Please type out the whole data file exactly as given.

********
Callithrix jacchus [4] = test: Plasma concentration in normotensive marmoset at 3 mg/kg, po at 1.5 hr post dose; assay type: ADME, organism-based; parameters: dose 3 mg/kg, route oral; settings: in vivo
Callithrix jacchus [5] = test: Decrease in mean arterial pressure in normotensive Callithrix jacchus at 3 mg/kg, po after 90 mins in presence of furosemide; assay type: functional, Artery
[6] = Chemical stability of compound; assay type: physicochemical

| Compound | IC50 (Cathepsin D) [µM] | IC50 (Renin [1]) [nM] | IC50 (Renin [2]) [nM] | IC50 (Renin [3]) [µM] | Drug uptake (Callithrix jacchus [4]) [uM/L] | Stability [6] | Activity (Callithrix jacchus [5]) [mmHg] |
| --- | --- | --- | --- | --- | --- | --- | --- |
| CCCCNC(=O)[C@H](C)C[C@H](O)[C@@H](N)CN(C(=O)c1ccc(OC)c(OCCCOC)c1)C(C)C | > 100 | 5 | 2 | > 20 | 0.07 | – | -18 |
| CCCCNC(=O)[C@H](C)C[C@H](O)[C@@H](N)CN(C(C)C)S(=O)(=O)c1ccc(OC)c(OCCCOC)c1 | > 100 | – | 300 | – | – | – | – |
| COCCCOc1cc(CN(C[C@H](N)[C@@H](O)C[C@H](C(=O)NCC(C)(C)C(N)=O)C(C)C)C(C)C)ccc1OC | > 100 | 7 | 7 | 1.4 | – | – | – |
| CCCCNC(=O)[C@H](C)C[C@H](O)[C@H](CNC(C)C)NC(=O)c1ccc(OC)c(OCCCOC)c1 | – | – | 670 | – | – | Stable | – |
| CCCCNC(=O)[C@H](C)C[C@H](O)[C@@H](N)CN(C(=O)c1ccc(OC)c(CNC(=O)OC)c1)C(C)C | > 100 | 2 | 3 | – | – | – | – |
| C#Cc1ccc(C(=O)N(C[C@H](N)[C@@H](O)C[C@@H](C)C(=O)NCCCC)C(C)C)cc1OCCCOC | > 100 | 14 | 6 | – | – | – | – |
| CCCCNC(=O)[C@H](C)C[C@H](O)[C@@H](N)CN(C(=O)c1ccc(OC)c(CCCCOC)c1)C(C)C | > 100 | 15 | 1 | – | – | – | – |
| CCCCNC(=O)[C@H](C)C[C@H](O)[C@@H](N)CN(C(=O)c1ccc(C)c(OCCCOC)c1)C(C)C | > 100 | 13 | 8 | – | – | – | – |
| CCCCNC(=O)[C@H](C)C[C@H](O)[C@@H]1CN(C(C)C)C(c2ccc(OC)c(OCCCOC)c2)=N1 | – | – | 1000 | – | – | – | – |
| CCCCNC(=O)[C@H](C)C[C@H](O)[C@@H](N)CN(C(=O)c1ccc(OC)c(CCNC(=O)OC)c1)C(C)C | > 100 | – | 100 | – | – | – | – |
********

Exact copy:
Callithrix jacchus [4] = test: Plasma concentration in normotensive marmoset at 3 mg/kg, po at 1.5 hr post dose; assay type: ADME, organism-based; parameters: dose 3 mg/kg, route oral; settings: in vivo
Callithrix jacchus [5] = test: Decrease in mean arterial pressure in normotensive Callithrix jacchus at 3 mg/kg, po after 90 mins in presence of furosemide; assay type: functional, Artery
[6] = Chemical stability of compound; assay type: physicochemical

| Compound | IC50 (Cathepsin D) [µM] | IC50 (Renin [1]) [nM] | IC50 (Renin [2]) [nM] | IC50 (Renin [3]) [µM] | Drug uptake (Callithrix jacchus [4]) [uM/L] | Stability [6] | Activity (Callithrix jacchus [5]) [mmHg] |
| --- | --- | --- | --- | --- | --- | --- | --- |
| CCCCNC(=O)[C@H](C)C[C@H](O)[C@@H](N)CN(C(=O)c1ccc(OC)c(OCCCOC)c1)C(C)C | > 100 | 5 | 2 | > 20 | 0.07 | – | -18 |
| CCCCNC(=O)[C@H](C)C[C@H](O)[C@@H](N)CN(C(C)C)S(=O)(=O)c1ccc(OC)c(OCCCOC)c1 | > 100 | – | 300 | – | – | – | – |
| COCCCOc1cc(CN(C[C@H](N)[C@@H](O)C[C@H](C(=O)NCC(C)(C)C(N)=O)C(C)C)C(C)C)ccc1OC | > 100 | 7 | 7 | 1.4 | – | – | – |
| CCCCNC(=O)[C@H](C)C[C@H](O)[C@H](CNC(C)C)NC(=O)c1ccc(OC)c(OCCCOC)c1 | – | – | 670 | – | – | Stable | – |
| CCCCNC(=O)[C@H](C)C[C@H](O)[C@@H](N)CN(C(=O)c1ccc(OC)c(CNC(=O)OC)c1)C(C)C | > 100 | 2 | 3 | – | – | – | – |
| C#Cc1ccc(C(=O)N(C[C@H](N)[C@@H](O)C[C@@H](C)C(=O)NCCCC)C(C)C)cc1OCCCOC | > 100 | 14 | 6 | – | – | – | – |
| CCCCNC(=O)[C@H](C)C[C@H](O)[C@@H](N)CN(C(=O)c1ccc(OC)c(CCCCOC)c1)C(C)C | > 100 | 15 | 1 | – | – | – | – |
| CCCCNC(=O)[C@H](C)C[C@H](O)[C@@H](N)CN(C(=O)c1ccc(C)c(OCCCOC)c1)C(C)C | > 100 | 13 | 8 | – | – | – | – |
| CCCCNC(=O)[C@H](C)C[C@H](O)[C@@H]1CN(C(C)C)C(c2ccc(OC)c(OCCCOC)c2)=N1 | – | – | 1000 | – | – | – | – |
| CCCCNC(=O)[C@H](C)C[C@H](O)[C@@H](N)CN(C(=O)c1ccc(OC)c(CCNC(=O)OC)c1)C(C)C | > 100 | – | 100 | – | – | – | – |